SEBI panel for more players in commodities

Blind spot:  Lack of expertise is holding back a sizeable number of investors from the derivatives markets.

Blind spot: Lack of expertise is holding back a sizeable number of investors from the derivatives markets.

A panel constituted by the Securities and Exchange Board of India (SEBI) has recommended opening the commodity derivatives segment to all categories of institutional investors in a phased manner, to enhance the depth and liquidity of the commodity market.

‘Calibrated approach’

The Commodity Derivatives Advisory Committee (CDAC), which has been formed to review the commodity segment and suggest measures to improve the depth and efficiency of the market, has suggested that the capital markets regulator should adopt a ‘calibrated approach’ before opening up the segment to overseas investors. The panel is of the view that in the next phase, institutional investors like foreign portfolio investors, banks, insurance companies and pension funds should be allowed in the commodity derivatives segment.

“Commodity derivatives would be a new asset class for the investors and can be used as hedge against inflation. Investment in commodity derivatives in a portfolio may also benefit the investors in terms of better portfolio diversification,” according to a SEBI paper presented to the board of the regulator ahead of its meet on March 1.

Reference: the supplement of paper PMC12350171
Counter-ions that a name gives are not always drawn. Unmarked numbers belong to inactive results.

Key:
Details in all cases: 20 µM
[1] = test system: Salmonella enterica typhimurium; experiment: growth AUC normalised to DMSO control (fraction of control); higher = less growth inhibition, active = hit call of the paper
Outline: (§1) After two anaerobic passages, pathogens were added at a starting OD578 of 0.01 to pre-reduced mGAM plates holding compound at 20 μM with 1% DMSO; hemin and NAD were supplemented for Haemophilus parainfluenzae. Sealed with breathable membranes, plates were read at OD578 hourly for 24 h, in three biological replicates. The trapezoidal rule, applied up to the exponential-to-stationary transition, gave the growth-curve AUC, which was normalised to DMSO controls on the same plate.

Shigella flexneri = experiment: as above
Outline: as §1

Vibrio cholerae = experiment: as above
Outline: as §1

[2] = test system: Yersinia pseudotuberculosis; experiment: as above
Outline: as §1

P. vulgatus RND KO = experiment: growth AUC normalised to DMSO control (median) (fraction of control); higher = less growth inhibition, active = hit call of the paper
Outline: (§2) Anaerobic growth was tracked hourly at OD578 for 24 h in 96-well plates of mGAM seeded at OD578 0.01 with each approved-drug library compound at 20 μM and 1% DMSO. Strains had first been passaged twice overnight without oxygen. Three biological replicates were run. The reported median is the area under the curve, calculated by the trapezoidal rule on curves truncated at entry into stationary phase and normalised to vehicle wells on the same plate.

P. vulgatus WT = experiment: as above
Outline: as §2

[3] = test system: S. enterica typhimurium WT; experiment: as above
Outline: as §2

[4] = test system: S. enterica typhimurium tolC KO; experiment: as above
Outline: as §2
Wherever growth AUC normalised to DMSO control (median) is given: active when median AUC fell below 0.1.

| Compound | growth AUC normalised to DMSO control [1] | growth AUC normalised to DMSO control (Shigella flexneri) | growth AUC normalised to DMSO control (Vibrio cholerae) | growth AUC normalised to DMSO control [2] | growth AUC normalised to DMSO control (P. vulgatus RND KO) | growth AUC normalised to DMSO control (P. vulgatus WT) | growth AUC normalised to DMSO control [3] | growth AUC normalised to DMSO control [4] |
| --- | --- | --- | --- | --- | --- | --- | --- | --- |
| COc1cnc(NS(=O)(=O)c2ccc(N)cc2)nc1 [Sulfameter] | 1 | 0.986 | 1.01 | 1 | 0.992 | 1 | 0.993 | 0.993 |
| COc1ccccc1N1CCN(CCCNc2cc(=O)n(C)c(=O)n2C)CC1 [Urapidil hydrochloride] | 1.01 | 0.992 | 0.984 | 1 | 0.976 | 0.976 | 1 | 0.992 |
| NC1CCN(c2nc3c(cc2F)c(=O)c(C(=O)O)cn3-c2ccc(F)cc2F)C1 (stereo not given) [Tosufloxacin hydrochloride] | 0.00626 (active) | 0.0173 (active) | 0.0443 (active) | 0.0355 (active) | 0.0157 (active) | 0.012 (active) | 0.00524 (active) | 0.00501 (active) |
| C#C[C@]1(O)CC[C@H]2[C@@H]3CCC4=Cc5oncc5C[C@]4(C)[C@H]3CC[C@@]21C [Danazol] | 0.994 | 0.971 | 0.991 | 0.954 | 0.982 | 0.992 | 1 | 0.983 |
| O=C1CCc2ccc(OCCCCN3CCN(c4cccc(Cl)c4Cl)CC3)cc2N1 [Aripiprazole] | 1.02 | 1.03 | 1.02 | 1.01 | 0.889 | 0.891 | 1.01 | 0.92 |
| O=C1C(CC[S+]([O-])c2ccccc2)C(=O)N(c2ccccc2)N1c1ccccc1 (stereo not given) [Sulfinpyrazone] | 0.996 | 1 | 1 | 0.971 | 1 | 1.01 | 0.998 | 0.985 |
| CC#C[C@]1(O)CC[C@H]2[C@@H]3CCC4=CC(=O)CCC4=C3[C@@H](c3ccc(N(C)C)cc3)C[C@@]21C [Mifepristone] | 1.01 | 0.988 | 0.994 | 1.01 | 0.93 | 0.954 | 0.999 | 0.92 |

Incidentally, last month saw the regulator giving the final go-ahead to mutual funds and portfolio managers to participate in the commodity segment. Last year, in October, the so-called eligible foreign entities (EFE) that have an exposure in the Indian physical commodity market were allowed to trade in the commodity derivatives segment.

According to the panel, a substantial number of investors, including retail investors, are not able to directly access the commodity derivatives markets due to lack of knowledge and expertise.

Market participants are of the view that while institutional players do help in broadening the segment, the market also needs to offer more liquidity especially in the longer dated contracts to attract bigger players.

“Globally, commodity derivatives are a big pull for corporates and institutions that use the platform for hedging their price risk,” said Naveen Mathur, director — commodities & currencies, Anand Rathi Shares & Stock Brokers.

“Allowing more institutional participation in the Indian commodity segment is a welcome move as it offers the benefit of broadening the market though their participation depends on the depth and liquidity that the segment offers. Institutional entities are investors and not traders and hence would be attracted if there is liquidity in the longer dated contracts,” Mr. Mathur added.

Our code of editorial values

This article is closed for comments.
Please Email the Editor

Printable version | May 17, 2022 11:56:11 pm |